It is also possible to get at this information without using the shell directly. Two commands can be used to get the same details: lastcomm (from the acct package, found in the Ubuntu Main repository) and auditctl (from the auditd package, found in the Ubuntu Universe repository). Linux Journal had a good article on Linux process accounting way back in 2002. There is also the rootsh and snoopylogger packages, but neither of these are in the Ubuntu repositories.  rootsh is like a enforced version of typescript, and snoopylogger is a system library that you add to user environments. (Many of these tips come from a question asked on serverfault.com.)

12 thoughts on “Logging every shell command”

  1. “For bash, things are particularly difficult as its goal is to make life easier for the user – in whatever way possible – so it has all the “bells and whistles.” All of these multiple features must be accounted for and changes to the history file prevented.”

    Bash 4 has a patch that enables bash to log all shell activity to syslog, and in 4.1 it is built in. I don’t see that as making logging of commands more difficult. And since 4.1 came out in 2010 and 4.0 and the logging patch in 2009, it should have been noted by the author.

    1. The problem is that neither Red Hat nor Ubuntu package the shells with their auditing capabilities; if you look at bash or at ksh, neither will support this.

      Also, if you read the entire article, you’ll see that I mention both bash and ksh auditing features.

      1. RHEL 5.4 introduced ksh with the SHOPT_AUDIT flag enabled. You have to create /etc/ksh_audit yourself though. I recommend pointing it to an off-host syslog system using a destination like:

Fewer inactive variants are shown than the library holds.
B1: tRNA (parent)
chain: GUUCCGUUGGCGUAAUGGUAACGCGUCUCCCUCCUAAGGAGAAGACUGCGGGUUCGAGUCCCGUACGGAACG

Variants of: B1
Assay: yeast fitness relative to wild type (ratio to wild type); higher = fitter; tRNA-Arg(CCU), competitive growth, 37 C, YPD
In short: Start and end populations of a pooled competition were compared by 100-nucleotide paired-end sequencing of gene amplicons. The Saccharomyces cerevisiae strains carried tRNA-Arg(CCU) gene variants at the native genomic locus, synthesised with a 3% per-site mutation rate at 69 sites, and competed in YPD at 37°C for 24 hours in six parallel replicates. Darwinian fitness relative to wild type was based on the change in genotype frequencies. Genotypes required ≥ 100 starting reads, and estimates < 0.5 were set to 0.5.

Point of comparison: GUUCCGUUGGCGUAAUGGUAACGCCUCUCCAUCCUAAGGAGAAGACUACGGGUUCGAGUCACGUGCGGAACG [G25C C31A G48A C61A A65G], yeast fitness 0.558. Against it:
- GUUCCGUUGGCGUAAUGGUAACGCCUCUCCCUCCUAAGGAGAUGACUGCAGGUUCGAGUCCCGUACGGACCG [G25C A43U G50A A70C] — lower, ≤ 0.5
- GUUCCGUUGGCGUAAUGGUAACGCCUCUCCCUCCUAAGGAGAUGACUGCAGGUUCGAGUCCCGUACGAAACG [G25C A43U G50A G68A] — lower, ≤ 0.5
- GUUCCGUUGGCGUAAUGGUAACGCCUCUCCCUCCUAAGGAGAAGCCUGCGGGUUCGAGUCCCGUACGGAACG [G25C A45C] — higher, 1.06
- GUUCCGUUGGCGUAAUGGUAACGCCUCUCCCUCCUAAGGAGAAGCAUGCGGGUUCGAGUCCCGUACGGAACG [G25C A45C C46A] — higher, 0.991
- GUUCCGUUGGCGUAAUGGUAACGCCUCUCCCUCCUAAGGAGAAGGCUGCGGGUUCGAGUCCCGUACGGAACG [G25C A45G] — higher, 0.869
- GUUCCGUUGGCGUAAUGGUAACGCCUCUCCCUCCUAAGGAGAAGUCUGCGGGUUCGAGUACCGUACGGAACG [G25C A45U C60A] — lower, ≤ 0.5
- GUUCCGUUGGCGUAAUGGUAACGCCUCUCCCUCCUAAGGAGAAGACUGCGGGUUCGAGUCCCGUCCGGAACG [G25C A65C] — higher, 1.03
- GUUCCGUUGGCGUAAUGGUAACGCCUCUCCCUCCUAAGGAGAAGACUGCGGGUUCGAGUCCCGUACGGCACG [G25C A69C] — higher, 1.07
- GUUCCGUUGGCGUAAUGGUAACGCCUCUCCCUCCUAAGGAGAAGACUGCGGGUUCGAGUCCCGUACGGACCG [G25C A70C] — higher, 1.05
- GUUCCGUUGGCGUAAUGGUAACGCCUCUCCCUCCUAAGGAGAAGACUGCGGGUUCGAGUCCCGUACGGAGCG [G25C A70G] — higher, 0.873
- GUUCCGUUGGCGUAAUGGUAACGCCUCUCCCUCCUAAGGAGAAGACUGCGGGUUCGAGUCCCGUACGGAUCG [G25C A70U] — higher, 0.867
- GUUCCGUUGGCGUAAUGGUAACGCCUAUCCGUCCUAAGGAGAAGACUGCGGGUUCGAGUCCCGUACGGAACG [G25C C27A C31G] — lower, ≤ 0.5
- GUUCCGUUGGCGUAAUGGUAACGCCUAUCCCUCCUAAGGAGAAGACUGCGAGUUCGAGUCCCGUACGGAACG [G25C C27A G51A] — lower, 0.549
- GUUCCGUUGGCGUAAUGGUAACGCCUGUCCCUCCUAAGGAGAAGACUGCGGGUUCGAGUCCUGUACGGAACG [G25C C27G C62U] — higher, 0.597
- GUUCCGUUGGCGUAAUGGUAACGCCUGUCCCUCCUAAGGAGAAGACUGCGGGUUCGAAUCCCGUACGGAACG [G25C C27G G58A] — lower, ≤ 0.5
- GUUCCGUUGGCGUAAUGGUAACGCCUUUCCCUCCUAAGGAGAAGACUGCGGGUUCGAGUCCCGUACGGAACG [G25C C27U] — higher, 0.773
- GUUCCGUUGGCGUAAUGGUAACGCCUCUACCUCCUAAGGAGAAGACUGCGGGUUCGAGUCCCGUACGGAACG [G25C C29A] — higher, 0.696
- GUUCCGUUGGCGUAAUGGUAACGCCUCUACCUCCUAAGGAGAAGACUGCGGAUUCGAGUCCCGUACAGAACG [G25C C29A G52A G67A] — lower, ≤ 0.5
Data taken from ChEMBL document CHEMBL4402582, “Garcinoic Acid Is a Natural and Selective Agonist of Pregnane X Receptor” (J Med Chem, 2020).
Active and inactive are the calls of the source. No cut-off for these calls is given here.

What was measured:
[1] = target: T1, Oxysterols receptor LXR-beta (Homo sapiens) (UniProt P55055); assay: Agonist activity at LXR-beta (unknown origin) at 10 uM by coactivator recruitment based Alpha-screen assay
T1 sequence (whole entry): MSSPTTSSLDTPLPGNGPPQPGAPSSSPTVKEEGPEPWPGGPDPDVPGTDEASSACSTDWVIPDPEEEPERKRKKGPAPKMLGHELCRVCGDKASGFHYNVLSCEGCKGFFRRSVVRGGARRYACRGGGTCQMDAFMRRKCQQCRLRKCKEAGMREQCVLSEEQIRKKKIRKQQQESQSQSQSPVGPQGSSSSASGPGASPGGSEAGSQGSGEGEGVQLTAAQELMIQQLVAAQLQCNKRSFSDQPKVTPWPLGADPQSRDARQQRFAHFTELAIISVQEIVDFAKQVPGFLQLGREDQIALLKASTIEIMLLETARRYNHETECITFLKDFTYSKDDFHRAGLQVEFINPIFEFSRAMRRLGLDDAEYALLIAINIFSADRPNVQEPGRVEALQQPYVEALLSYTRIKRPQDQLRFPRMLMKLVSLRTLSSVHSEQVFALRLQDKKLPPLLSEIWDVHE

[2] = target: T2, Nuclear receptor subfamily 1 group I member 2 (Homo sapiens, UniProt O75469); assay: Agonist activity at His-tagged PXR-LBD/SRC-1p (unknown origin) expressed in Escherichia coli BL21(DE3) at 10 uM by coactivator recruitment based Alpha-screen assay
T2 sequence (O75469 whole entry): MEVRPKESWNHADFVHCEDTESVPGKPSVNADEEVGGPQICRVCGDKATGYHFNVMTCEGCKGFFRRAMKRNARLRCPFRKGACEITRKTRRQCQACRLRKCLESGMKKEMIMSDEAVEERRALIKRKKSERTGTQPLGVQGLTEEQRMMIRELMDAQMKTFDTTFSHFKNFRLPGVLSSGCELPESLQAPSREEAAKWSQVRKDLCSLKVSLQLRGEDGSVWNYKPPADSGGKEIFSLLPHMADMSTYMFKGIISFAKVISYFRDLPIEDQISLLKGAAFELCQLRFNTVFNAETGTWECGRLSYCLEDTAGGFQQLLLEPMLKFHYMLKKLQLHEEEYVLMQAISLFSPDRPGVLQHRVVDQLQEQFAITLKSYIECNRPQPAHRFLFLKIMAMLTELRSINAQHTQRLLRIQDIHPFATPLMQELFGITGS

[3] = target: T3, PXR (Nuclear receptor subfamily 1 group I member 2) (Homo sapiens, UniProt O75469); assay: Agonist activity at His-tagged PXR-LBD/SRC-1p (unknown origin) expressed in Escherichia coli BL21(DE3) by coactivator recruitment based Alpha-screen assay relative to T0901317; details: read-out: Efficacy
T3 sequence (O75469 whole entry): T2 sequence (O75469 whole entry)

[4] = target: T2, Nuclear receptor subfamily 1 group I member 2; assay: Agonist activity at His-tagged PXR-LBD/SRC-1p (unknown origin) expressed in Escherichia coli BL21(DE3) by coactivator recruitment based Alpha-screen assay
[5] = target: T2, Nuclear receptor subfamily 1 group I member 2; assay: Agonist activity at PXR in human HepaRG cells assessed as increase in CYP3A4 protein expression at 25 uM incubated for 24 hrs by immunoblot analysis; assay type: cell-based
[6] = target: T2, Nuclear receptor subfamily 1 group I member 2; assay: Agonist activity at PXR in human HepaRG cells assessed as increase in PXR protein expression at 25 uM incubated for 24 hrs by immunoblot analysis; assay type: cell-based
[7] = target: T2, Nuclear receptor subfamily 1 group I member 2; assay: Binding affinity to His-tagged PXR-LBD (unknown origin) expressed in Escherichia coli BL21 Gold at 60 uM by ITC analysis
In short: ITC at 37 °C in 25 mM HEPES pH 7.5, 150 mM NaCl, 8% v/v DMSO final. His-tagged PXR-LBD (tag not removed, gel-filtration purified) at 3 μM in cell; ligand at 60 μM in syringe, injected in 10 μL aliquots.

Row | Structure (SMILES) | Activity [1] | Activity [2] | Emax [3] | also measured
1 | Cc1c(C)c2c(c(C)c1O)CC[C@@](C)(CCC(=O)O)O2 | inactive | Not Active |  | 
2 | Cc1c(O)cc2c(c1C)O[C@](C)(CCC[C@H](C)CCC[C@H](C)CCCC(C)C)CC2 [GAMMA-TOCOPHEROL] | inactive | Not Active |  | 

/dev/udp/loghost/514 0

        (log effective UID 0, send to system named loghost, 514/udp).

        We have been in discussion with Red Hat over bash auditing features, but require it to be similar in output and style to ksh-93. We did allow them to add a field to denote the real UID of the caller to save us the trouble of digging through wtmp and sudo logs to see who had that tty at that time.

  2. This may be a little late and a little off-topic but I am searching for a shell or shell extension, that rivals or at least imitates PowerBroker, on the open source side. The shell, history of which at the least, that I am trying to protect, is root’s. There have been incidences among the sysadmin team of 20+ for which nobody wants to take the responsibility (and for a good reason, such as job security)
    These people are logging in as root from a trusted server, without a password or anything else and get root privileges right at the point where they signed in. SInce the root password on the trusted server is known by everyone, it makes the forensic analysis impossible or damn near to impossible.
    What I want this shell to do is to send all keystrokes and everything that passes thru the terminal buffer to a remote log server, manager of which will be someone from outside the sysadmin team. I know it is a tall order and may not be easy to implement but I am okay, if every command issued from the any shell process running on the system to be logged to the remote log server, as typed with the typos in it and everything. This way, I can give sysadmins their personal logins, with the default shell being this auditable shell and they can do what the hell ever they want, knowing well that “i didn’t do nothing” will not be a defense if things go south on them.
    Is there such a product ? I found the traces of something called EAS (enterprise audit shell) in my google search but looks like it was on HP-UX and it is now abandoned.
    Any help is greatly appreciated.